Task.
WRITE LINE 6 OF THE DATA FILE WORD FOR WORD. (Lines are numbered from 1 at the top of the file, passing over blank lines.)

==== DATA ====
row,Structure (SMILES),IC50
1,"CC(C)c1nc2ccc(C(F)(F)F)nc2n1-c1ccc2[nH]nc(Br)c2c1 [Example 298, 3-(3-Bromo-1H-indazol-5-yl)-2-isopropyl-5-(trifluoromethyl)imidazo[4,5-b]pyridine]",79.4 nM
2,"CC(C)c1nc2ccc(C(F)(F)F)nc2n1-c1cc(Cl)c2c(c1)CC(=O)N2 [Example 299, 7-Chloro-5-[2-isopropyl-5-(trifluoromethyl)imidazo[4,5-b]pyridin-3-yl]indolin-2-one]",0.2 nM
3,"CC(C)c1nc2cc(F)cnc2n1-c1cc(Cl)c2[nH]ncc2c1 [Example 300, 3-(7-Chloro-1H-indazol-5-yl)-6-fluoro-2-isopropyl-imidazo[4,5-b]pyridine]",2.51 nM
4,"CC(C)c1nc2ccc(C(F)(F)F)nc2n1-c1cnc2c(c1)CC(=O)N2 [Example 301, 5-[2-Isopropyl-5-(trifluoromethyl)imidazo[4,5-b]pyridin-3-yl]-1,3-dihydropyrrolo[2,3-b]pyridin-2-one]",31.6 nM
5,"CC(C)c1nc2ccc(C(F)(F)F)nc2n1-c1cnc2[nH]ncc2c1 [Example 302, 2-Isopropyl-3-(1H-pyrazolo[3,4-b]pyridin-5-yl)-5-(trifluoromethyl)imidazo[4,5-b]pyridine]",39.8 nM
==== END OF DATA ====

5,"CC(C)c1nc2ccc(C(F)(F)F)nc2n1-c1cnc2[nH]ncc2c1 [Example 302, 2-Isopropyl-3-(1H-pyrazolo[3,4-b]pyridin-5-yl)-5-(trifluoromethyl)imidazo[4,5-b]pyridine]",39.8 nM